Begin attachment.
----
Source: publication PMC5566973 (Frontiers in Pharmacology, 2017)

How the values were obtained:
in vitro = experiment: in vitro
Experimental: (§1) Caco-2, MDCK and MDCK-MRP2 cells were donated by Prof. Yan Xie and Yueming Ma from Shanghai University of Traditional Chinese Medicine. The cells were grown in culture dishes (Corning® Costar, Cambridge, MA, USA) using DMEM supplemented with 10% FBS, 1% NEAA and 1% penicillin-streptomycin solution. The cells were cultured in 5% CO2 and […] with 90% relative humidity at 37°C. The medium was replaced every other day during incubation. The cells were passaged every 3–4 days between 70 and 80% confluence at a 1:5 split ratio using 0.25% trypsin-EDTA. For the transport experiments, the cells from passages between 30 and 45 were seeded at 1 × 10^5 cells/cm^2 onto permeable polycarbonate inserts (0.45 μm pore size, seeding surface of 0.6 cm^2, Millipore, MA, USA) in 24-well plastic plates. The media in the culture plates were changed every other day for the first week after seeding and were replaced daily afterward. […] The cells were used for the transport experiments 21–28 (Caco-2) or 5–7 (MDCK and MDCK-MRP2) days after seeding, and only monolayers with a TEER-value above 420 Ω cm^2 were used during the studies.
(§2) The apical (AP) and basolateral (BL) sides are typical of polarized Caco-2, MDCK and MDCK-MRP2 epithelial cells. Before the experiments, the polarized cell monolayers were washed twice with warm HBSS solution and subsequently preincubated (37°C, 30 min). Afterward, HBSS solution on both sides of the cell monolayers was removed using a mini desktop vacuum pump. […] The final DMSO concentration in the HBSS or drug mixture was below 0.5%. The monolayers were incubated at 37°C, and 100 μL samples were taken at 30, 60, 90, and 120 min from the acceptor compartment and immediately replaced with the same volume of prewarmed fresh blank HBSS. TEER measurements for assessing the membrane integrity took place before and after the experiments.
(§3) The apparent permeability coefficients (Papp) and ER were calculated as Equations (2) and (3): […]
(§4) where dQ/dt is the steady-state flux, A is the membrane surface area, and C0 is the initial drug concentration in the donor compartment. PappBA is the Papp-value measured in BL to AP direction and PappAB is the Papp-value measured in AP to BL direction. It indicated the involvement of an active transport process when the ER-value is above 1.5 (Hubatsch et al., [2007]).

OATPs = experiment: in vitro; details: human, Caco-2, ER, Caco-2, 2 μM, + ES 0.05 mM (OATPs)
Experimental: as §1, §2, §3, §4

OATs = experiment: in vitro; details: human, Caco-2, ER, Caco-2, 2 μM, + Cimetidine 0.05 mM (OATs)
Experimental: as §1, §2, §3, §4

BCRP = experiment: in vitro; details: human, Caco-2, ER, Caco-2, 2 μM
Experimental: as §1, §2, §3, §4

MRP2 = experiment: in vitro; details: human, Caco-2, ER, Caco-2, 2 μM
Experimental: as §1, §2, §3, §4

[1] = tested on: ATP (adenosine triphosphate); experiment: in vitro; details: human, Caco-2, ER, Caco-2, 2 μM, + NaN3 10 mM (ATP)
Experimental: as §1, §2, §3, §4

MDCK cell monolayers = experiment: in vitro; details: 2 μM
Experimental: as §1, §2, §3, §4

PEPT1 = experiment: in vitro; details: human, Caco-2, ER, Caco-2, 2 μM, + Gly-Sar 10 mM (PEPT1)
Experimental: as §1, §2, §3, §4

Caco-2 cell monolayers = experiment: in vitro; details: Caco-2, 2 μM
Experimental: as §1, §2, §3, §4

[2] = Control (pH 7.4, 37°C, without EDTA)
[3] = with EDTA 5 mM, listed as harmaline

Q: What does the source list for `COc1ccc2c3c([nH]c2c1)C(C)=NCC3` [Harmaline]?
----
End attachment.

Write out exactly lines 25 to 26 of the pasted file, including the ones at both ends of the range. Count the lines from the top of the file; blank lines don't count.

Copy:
[3] = with EDTA 5 mM, listed as harmaline

Q: What does the source list for `COc1ccc2c3c([nH]c2c1)C(C)=NCC3` [Harmaline]?